A few days before I returned to Canada after a 9-month trip through Albania, Greece, Nepal, India, Georgia, and England, I had a panic attack.
What if I’d never make a living as a writer? I’d have to go back to waitressing, and I’d probably end up serving all the people who hated me in high school. They’d snicker and complain about the food.
Or I’d have to get another job consulting for advertising agencies, and my clients would suck the marrow from my bones.
Or I’d fail to get any work at all and end up starving and homeless.
As Elizabeth Gilbert reminds us, we have to accept Fear’s presence if we’re going to do creative work.
But that doesn’t mean we can’t tuck it into our life’s backseat with a bag of candies and a comic so it’ll stop wrenching the steering wheel from us.
My favourite way to do that is to play a little game called, “What’s the Worst That Could Happen?” It’s my simplified version of Tim Ferriss’s “Fear-Setting” exercise. Here’s how to play:
- Write down your absolute worst-case scenarios. What are you most afraid of? If you did what you dream of doing, what are the most horrible things that could happen as a result?
- Write down what you could do to recover if those things actually happened.
- For each scenario, write a more likely outcome.
Here’s what I wrote about my financial fears:
- Worst-case scenario: I’ll end up waitressing for the people who hated me in high school.
- How I could recover: I could tell them I’d gotten the job to support my creative writing, which is a perfectly legitimate life choice (as is waitressing for any other reason). I could also remind myself that, in the end, few things matter less than what those people think.
- A more likely scenario: I could get a serving job in a city where I didn’t go to high school.
- Worst-case scenario: I’ll get a corporate job that’ll crush my soul.
- How I could recover: Quit.
- A more likely scenario: I could pick up some part-time contracts while I work to monetise my writing.
- Worst-case scenario: I’ll end up starving and homeless.
- How I could recover: I could go to soup kitchens and collect welfare. It might not be pleasant, but it’d be great writing material.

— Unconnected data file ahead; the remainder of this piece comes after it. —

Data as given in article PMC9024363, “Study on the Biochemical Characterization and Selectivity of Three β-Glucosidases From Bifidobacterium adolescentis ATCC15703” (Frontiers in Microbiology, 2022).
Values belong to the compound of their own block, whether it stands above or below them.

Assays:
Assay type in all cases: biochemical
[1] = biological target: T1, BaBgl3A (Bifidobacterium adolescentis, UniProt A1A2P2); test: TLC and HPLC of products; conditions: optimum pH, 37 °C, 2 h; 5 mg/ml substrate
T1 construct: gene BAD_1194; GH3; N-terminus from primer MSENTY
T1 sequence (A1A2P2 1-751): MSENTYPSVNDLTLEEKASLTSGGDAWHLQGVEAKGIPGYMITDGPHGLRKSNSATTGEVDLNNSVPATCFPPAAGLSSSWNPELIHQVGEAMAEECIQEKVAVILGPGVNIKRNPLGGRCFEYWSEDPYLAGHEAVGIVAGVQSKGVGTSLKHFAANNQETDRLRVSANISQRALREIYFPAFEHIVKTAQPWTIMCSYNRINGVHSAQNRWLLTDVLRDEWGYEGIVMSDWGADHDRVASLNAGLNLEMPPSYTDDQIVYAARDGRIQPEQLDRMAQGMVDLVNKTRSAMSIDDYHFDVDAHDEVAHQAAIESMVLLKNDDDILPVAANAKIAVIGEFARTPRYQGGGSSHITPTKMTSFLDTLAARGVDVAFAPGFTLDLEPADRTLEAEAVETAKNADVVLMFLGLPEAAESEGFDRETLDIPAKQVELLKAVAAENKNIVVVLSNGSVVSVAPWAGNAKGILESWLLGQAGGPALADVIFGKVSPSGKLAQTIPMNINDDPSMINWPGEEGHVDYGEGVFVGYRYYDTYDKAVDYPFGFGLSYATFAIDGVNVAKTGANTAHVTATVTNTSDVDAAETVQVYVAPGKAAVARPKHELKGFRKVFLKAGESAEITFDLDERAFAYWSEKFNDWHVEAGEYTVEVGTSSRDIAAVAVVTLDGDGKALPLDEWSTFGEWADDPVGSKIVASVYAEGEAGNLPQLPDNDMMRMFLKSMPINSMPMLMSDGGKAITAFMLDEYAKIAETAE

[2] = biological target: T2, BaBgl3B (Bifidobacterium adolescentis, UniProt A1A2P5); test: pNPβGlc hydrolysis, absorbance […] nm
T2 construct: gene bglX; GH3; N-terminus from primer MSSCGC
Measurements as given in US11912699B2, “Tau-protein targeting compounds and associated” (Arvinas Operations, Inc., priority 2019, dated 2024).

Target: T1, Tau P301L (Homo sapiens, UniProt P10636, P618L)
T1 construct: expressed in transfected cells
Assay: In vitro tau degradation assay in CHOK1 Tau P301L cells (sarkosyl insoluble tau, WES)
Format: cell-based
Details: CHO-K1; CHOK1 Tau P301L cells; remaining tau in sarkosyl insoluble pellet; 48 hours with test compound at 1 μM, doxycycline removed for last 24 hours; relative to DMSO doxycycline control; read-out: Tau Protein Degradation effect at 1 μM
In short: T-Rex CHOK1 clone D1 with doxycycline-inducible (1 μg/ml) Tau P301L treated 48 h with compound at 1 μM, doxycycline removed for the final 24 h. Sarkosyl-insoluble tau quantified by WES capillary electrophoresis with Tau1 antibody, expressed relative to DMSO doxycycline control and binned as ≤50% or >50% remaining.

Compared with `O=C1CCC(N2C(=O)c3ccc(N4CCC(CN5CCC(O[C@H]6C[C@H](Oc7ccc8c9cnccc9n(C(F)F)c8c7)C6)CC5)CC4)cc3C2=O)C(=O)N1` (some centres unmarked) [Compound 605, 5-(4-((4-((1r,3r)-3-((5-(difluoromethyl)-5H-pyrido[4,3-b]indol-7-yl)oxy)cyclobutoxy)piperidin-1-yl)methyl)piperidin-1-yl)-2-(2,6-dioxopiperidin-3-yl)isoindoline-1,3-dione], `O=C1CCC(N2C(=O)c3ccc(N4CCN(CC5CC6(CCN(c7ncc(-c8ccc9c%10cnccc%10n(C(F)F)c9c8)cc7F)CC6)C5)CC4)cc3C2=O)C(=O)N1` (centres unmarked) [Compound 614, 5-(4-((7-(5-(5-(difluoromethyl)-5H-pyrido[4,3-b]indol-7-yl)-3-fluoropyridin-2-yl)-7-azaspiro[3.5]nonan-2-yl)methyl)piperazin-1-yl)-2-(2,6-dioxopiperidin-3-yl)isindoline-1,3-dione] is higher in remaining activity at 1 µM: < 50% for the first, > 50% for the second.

- A more likely scenario: I could use my education and skills to cobble together a living while building the career I want.
All of which is to say that, even if my worst fears were to come true, it wouldn’t be the end of the world.
I suspect it would be the same for you.
Earlier this year, I wrote a little story about fear. It’s inspired by a metaphor from Elizabeth Gilbert’s Big Magic:
The Gleaming Trail
I squinted at the map.
“Outline,” it said across the top in cheerful block letters, but the roads and place names were smeared and hard to read. I shrugged. Surely there’d be signs, and I’d been given clear directions: write a beginning, middle and end; have lots of conflict; make my character suffer and leave her happy in the end.
The road beckoned, long and straight, not a pothole in sight. In the distance, mountains rose behind a shimmer of heat. High clouds drifted innocently. I opened the car door and the smell of rotting fish smacked me in the face.
A grizzled old lady sat in the driver’s seat, picking her nose and eating its contents.
“Excuse me,” I said, “but I think there’s been some kind of mistake. I rented this vehicle to drive to the end of my novel. It’s on the other side of those.”
I pointed at the mountains. From this far, they looked small enough for a day hike.
She sneered. “I know you did, you hideous idiot. What on earth possessed you to do that?”
“Well…” I stammered, “I thought it might be fun, I guess.”
“Ha!” She barked. “Fun! Do you even know what’s out there? Critics with rusty machetes. They’ve mined the roads, and if you survive the explosions, they’ll take turns violating you and then chop you up for soup.”
“Oh.” I clenched my fists. “You’re bluffing. You just want me to go home so you can have this sweet automobile.”
“Hardly. I just want you to go home, period. I’m not interested in becoming someone’s gamey lunch. I’m just looking out for you. Do you know who I am?”
“You got me.”
“Your fairy godmother. Now give me the keys, and I’ll take you back where it’s nice and safe.”
My stomach sank. I’d spent a long time preparing for this trip. I’d gone stir crazy in that dusty, cramped house. When I thought of the road, my throat went
dry with longing.
And I had a gun.
I pulled it out and pointed it at her. “Listen, Grandma. I don’t know who you are, but I’ve met my fairy godmother, and she smells a lot better than you, so don’t
give me that bullshit.”
Her face stiffened, then crumpled.”It’s the prunes!” she sobbed. “I can’t help it! I’m just trying to take care of you! I’m the only reason you’re still alive. Remember that
dark alley you didn’t walk down last September? You’re welcome. So shoot me if you must, but I don’t recommend it.” She dragged a sleeve across her face, leaving a gleaming trail of snot.
“Fear,” I said, recognising her. I did remember that alley, and the man who’d left it, his hooded eyes full of rage. “Thanks for that.”
I sighed, reached into my backpack, pulled out a bag of gummy bears, and tossed it at her. “Tell you what. Munch on these, and you can come for the ride. But you have to sit in the back.”
Her eyes twinkled. “Can I hold the gun?”
“Fine,” she huffed, and hoisted herself over the seat.
I took her spot, turned the key in the ignition, and put the
car in drive.
Featured image: photo by Ryan McGuire
What about you? What’s one of your worst-case scenarios, how could you deal with it, and what’s a more likely scenario? Let us know in the comments.
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